New York's Cooperative and Condominium Community



President’s long-time lawyer got D.A. to drop Trump SoHo investigation.

New York’s first zero-waste residential building is coming to Soho.

When an Artist-in-Residence Is Not an Artist, Expect Trouble

Written by Richard Siegler and Dale J. Degenshein on May 23, 2017


Lawsuit erupts when a business suit replaces a painter’s smock in a Soho co-op.

Sale of ground floor space nets a $28 million windfall.

Soho Co-op Cashes In for $42 million

Written by Bill Morris on February 14, 2017


In a Soho that has changed for the worse, shareholders agree to sell.

Facelift for a Faded Soho Beauty

Written by Sue Treiman on December 14, 2016


Restoration of the cast-iron facade reveals a gem's luster.


This time, a co-op’s shareholders decided to take the money and run. Two weeks after a Brooklyn Heights co-op turned down a developer’s $130 million offer to buy their commercial space and erect a 40-story condo tower, the residents of a co-op at 61-63 Crosby Street in Soho have sold their building for $42 million to L3 Capital, a Chicago-based investment firm that plans to turn the cast-iron jewel into an office building.

“The co-op owners decided to take some chips off the table and move out,” says Adelaide Polsinelli of Eastern Consolidated, who represented the buyer in the deal.

The 20,600-square-foot Crosby Street building, located between Spring and Broome Streets, was erected in 1876 and converted to a co-op in 1981, according to the Real Deal. It contained seven loft apartments and a ground-floor retail space most recently occupied by the clothier Carson Street. The building comes with 6,500 square feet of air rights.

Cutting Down on the Cost, Danger & Disruption from a Gas Leak

Written by Bill Morris on January 13, 2016


When an explosion in the East Village left two people dead and three buildings in ruins last year, New Yorkers got a grisly reminder just how serious - and deadly - gas leaks can be. So when a worker at the Ronald Feldman Fine Arts gallery in Soho smelled gas a few months after the East Village explosion, everyone went on high alert.

The fire department rushed to the elegant cast-iron building at 31-33 Mercer Street, a five-story, 12-unit co-op that's home to the Feldman gallery and an eclectic mix of artists, architects, writers and photographers - the kind of people who used to live in Soho before it became a sprawling shopping mall. The building's gas was immediately shut off. Crews from Con Ed and the city's Department of Buildings (DOB) arrived, beginning an ordeal that would spiral into a "nightmare," in the words of the co-op board's president.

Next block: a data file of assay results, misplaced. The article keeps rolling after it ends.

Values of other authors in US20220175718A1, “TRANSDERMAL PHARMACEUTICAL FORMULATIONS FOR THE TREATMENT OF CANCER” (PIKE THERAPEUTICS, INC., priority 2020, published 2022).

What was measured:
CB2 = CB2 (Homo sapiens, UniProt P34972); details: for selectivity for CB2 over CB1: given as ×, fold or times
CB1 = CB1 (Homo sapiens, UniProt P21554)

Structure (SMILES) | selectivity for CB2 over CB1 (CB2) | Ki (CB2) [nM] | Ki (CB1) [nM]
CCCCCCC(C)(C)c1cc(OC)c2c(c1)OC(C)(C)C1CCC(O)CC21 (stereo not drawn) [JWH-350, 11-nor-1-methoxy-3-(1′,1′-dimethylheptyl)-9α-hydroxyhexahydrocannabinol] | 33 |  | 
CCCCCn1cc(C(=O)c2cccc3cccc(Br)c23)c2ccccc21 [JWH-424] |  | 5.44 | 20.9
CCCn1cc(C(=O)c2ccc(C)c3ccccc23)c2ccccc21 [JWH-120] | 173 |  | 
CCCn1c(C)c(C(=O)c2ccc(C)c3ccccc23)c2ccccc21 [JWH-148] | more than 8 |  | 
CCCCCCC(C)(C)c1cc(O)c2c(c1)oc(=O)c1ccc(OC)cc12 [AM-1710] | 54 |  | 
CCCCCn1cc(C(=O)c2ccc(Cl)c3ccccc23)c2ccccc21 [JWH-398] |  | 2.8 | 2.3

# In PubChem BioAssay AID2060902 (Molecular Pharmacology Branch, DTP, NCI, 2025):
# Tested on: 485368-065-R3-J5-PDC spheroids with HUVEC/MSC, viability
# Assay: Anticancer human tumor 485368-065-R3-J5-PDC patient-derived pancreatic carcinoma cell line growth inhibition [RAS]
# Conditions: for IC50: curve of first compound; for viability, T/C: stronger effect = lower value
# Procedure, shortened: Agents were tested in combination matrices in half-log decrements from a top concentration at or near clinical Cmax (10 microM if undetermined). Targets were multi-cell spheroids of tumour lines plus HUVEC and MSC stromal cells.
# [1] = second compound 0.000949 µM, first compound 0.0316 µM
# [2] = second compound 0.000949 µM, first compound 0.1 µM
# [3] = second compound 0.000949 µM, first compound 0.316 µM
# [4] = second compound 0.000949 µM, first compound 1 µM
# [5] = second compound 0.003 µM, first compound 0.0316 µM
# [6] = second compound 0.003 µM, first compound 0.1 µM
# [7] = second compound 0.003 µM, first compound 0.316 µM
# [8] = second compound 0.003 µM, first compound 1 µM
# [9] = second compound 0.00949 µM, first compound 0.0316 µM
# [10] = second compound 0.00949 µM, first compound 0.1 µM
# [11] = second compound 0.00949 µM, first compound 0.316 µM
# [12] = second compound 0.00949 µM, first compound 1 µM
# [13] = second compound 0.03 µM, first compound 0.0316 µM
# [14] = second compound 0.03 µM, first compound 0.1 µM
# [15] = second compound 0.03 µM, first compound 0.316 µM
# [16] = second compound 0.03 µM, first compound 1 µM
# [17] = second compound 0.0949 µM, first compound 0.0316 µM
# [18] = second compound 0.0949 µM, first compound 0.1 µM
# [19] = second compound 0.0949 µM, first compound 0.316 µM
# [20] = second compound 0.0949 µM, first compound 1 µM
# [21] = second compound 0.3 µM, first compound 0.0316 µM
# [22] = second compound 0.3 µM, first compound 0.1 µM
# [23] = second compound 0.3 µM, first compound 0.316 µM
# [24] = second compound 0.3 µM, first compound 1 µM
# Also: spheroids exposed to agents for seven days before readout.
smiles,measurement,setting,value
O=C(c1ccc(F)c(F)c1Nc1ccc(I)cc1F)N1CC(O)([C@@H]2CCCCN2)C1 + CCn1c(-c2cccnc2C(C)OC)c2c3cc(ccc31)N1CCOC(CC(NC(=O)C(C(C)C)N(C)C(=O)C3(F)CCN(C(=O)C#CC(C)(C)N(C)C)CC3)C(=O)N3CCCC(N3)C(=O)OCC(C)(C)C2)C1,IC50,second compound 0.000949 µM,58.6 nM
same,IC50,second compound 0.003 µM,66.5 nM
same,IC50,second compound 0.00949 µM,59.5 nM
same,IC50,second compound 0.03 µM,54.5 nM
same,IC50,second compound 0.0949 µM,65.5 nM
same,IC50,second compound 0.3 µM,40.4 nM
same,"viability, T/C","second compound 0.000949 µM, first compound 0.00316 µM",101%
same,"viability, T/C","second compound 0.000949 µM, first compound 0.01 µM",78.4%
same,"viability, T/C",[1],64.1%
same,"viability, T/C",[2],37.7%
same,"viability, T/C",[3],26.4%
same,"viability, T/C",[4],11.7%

But this nightmare inspired some creative financial thinking that got the building healthy - and safe - while saving the shareholders a pile of money.


Soho is getting it's own Flatiron Building. The boat-shaped structure at 10 Sullivan Street is almost complete. Curbed writes that the 16-story, 203-foot-tall structure will have 22 condos, ground floor retail, and — are you ready? — parking. Considering how many parking lots in and out of the city are vanishing to make way for condos, that's pretty neat. The Cary Tamarkin-designed project, which is being developed by Property Markets Group and Madison Equities, "has been billed as 'the highest residence in all of Soho.'" Well the highest is the $45 million 8,359-square-foot triplex penthouse, which boasts a 23-foot-tall ceiling, two wraparound balconies, a roof deck, and a private pool. It's good to be the king.

Photo of 10 Sullivan Street via New York YIMBY.


In a corner in Soho rises a six-story development — a boutique condominium, which is the posh way of saying, "Don't expect a whole lot of space." In the case of 52 Wooster, potential buyers should also not expect a whole lot of amenities, save for some complimentary storage in the basement. No pet spas, no gym, no playground. The developer spins it as "a move that decisively bucks a trend" and that touts more of "a private-home feeling." But as Jane Gol, the president of Continental Ventures — the condo's developer — points out to The New York Times, people can go outside to find the things they need. Pet spas and gyms are a dime a dozen in Soho, so that's the place to be if you're building isn't bursting with a load of extras. Despite having "to contend with a shoehorn-tight construction site at the corner of Broome Street," the site measures about 100 feet long and 25 feet wide. The space was a former parking lot, and to make up for the lack of amenities, "Continental is maximizing the apartment layouts, making them as sweeping as those in the older lofts found throughout the neighborhood." The units go on sale this month. How much? Around $2,500 a square foot — or $5 million for the three-bedrooms, and it will be move-in ready by next year.

Rendering from Kim Wendell Design

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